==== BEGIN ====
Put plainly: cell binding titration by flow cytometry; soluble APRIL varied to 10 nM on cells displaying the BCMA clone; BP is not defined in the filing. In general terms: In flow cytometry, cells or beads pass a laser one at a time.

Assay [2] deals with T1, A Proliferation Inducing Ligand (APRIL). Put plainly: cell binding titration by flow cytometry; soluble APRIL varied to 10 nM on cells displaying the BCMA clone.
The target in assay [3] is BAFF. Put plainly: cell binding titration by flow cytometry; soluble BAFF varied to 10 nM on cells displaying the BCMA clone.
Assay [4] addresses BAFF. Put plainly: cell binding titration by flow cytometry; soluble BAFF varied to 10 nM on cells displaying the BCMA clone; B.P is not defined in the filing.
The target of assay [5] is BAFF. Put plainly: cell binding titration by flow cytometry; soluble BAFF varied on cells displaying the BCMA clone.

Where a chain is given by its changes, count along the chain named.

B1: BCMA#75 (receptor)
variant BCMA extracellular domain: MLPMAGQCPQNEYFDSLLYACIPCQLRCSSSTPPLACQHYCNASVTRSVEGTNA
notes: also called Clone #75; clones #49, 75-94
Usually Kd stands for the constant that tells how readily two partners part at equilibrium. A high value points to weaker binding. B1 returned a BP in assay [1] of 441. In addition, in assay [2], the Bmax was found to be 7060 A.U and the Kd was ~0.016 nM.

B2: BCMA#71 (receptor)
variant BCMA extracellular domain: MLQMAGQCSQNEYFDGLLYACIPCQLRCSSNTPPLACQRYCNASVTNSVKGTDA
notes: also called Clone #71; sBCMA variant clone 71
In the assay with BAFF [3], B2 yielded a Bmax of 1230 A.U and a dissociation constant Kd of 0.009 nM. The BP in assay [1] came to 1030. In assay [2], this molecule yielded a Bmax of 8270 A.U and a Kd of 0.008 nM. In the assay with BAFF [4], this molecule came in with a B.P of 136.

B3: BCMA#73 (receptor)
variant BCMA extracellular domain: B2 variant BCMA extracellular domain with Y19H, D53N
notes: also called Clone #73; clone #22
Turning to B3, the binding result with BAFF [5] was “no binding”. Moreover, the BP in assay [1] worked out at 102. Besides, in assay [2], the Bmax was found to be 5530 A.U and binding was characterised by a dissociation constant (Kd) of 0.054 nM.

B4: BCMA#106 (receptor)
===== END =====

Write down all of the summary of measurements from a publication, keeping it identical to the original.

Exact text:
Put plainly: cell binding titration by flow cytometry; soluble APRIL varied to 10 nM on cells displaying the BCMA clone; BP is not defined in the filing. In general terms: In flow cytometry, cells or beads pass a laser one at a time.

Assay [2] deals with T1, A Proliferation Inducing Ligand (APRIL). Put plainly: cell binding titration by flow cytometry; soluble APRIL varied to 10 nM on cells displaying the BCMA clone.
The target in assay [3] is BAFF. Put plainly: cell binding titration by flow cytometry; soluble BAFF varied to 10 nM on cells displaying the BCMA clone.
Assay [4] addresses BAFF. Put plainly: cell binding titration by flow cytometry; soluble BAFF varied to 10 nM on cells displaying the BCMA clone; B.P is not defined in the filing.
The target of assay [5] is BAFF. Put plainly: cell binding titration by flow cytometry; soluble BAFF varied on cells displaying the BCMA clone.

Where a chain is given by its changes, count along the chain named.

B1: BCMA#75 (receptor)
variant BCMA extracellular domain: MLPMAGQCPQNEYFDSLLYACIPCQLRCSSSTPPLACQHYCNASVTRSVEGTNA
notes: also called Clone #75; clones #49, 75-94
Usually Kd stands for the constant that tells how readily two partners part at equilibrium. A high value points to weaker binding. B1 returned a BP in assay [1] of 441. In addition, in assay [2], the Bmax was found to be 7060 A.U and the Kd was ~0.016 nM.

B2: BCMA#71 (receptor)
variant BCMA extracellular domain: MLQMAGQCSQNEYFDGLLYACIPCQLRCSSNTPPLACQRYCNASVTNSVKGTDA
notes: also called Clone #71; sBCMA variant clone 71
In the assay with BAFF [3], B2 yielded a Bmax of 1230 A.U and a dissociation constant Kd of 0.009 nM. The BP in assay [1] came to 1030. In assay [2], this molecule yielded a Bmax of 8270 A.U and a Kd of 0.008 nM. In the assay with BAFF [4], this molecule came in with a B.P of 136.

B3: BCMA#73 (receptor)
variant BCMA extracellular domain: B2 variant BCMA extracellular domain with Y19H, D53N
notes: also called Clone #73; clone #22
Turning to B3, the binding result with BAFF [5] was “no binding”. Moreover, the BP in assay [1] worked out at 102. Besides, in assay [2], the Bmax was found to be 5530 A.U and binding was characterised by a dissociation constant (Kd) of 0.054 nM.

B4: BCMA#106 (receptor)